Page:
Subject: I have found a CD that I think you would enjoy
Rose of Cimarron (Reis)
Genres: Country, Pop, Rock
The final album from the Poco lineup featuring Rusty Young, Paul Cotton and Timothy B. Schmidt (just before his departure for greener pastures with The Eagles). The set is regarded by many aficionados as one of the best a... more »
The final album from the Poco lineup featuring Rusty Young, Paul Cotton and Timothy B. Schmidt (just before his departure for greener pastures with The Eagles). The set is regarded by many aficionados as one of the best albums of the "Southern California sound". The title track would be borrowed by Country Queen Emmylou Harris in 1981 for the title of her own "Cimarron" album.
Elizabeth A. Freniere | Arizona | 07/18/2006
(5 out of 5 stars)
"New Englanders know that "wicked good" is the highest compliment that I could pay this record. Where to begin? How about in order:
"Rose of Cimarron"--An epic piece penned by Rusty Young that sounds very spiritual, like the band is praising God. It evokes mental images of wild horses running through the Nevada desert, or a desert monsoon. Some listeners may find the orchestral instruments and climactic, soaring ending to be overdone, but you decide for yourself.
"Stealaway"--Good "typical" Poco country-rock, not the most notable track, but agreeable.
"Just Like Me"--One of two songs that don't measure up to the rest of the album, but it's agreeably easy-listening, straightforward soft rock without any extra embellishment.
"Company's Comin'/Slow Poke"--Another of Rusty Young's great hand-clapping, foot-stomping hoedowns, complete with "yee-haw"s in the vocals. This one features him not only on multiple country instruments but on twangy vocals as well, a real delight. The band is augmented by an additional banjo player, a fiddler, and even a washboard player and they go into all-out bluegrass jamming with the key change that signals the beginning of "Slow Poke".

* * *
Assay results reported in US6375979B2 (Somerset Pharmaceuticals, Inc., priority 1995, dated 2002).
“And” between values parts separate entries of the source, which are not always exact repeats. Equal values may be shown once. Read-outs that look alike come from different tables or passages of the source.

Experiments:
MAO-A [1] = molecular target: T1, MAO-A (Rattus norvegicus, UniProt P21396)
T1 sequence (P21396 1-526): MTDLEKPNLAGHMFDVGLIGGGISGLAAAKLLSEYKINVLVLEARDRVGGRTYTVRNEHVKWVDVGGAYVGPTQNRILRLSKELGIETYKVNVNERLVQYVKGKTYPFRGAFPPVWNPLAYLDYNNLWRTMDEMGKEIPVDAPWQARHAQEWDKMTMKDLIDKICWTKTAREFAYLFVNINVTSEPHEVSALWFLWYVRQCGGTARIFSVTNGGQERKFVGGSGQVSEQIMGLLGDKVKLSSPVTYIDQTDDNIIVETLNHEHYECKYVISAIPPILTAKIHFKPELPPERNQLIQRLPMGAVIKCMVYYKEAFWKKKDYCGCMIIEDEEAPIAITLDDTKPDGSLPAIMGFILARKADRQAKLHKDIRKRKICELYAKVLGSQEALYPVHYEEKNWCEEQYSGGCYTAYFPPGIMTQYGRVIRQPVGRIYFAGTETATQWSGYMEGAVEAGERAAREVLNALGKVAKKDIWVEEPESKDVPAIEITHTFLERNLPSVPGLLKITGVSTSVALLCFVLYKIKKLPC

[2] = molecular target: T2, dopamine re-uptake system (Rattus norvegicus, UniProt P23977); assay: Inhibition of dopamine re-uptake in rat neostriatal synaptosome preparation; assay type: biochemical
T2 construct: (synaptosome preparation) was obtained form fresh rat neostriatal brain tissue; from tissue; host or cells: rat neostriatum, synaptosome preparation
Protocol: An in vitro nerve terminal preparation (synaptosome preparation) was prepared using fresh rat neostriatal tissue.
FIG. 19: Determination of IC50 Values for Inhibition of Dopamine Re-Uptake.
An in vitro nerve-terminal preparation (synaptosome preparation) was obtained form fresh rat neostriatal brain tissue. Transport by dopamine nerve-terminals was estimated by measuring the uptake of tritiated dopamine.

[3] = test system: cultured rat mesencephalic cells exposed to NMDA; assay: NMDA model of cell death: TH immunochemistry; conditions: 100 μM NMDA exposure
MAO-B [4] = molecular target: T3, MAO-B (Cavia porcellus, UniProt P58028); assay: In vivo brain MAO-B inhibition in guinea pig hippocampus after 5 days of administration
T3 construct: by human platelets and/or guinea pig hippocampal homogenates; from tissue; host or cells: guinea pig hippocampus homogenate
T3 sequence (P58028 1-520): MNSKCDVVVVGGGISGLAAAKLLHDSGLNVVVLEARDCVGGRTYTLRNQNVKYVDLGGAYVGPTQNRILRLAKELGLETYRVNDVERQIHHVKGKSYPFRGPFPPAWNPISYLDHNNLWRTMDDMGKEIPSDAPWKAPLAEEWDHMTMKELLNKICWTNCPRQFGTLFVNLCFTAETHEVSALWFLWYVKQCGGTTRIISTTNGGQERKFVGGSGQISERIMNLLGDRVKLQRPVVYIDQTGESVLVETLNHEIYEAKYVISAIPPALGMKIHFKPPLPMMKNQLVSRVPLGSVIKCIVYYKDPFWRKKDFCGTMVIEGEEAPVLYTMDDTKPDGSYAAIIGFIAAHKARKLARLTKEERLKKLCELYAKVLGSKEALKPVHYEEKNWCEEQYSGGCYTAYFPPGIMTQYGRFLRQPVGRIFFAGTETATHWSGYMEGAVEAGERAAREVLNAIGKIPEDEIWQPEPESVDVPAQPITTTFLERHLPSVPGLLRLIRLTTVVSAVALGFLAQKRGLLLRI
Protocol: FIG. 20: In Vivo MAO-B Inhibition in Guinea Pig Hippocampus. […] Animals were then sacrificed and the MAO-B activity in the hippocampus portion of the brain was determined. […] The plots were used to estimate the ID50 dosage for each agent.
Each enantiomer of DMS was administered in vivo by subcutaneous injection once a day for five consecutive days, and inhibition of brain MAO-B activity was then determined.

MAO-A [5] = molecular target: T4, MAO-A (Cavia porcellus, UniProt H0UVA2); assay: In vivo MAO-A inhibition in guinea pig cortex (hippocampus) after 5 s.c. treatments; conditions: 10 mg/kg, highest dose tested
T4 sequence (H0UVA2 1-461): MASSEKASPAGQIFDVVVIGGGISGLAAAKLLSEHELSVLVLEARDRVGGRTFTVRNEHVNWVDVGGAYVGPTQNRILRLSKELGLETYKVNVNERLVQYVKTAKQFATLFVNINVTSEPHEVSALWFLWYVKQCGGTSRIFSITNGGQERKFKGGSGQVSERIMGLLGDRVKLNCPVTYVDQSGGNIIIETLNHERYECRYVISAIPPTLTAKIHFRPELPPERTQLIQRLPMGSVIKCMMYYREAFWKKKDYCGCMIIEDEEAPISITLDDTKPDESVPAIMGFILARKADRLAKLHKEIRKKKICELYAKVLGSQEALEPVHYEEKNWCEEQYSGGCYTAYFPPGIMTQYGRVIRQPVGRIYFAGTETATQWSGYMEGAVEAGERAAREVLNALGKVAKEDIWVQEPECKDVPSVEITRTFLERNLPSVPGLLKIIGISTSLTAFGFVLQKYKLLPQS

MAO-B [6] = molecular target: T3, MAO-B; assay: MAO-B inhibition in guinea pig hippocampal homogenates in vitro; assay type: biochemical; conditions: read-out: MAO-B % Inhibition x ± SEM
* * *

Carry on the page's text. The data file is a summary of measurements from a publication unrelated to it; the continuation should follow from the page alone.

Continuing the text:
"Too Many Nights Too Long"--A beautiful song by Paul Cotton! He plays the Spanish guitar and Young plays mandolin, and the other notable instrument is Al Garth's violin. It sounds like a Spanish or Latin-influenced country-rock song, or something, but however you want to describe it, it really works. When Timothy B. Schmit croons in Spanish, the ladies are sure to go ga-ga.
"When You Come Around"--Great straight-up country song that sounds like it should be ruling the charts right now. Pedal steel guitar + fiddle = foolproof combination. And I thought Paul Cotton's background was in rock! (This is another of his compositions.)
"Starin' At the Sky"--This is the only one that makes me want to cringe. I mean, it features a saxophone and electric piano, for goodness' sake. Not one of Schmit's masterpieces.
"All Alone Together"--More Paul Cotton pedal steel-and-fiddle country, so good stuff.
"Tulsa Turnaround"--Fun country-rock dance number by Paul Cotton featuring Young's dobro skill unadulterated.
When I bought this record, I was skeptical about its quality. The Poco of 1976 was a different animal from the original band and I didn't think the record would stack up, but it blatantly exceeded my expectations and I highly recommend it, especially if you like country music. Good stuff!"
Open Channel D | Aiea, Oahu, Hawaii | 02/08/2009
(2 out of 5 stars)
"If this was supposed to be a high quality version of the original release, it falls far short. Love Poco, but there is nothing on this pressing that is remarkable from a sound quality standpoint. Played on a high end system, it sounds like a cassette dub from a Sears combo system from the 80's. Save yer' money and pray it's re-released on an LP.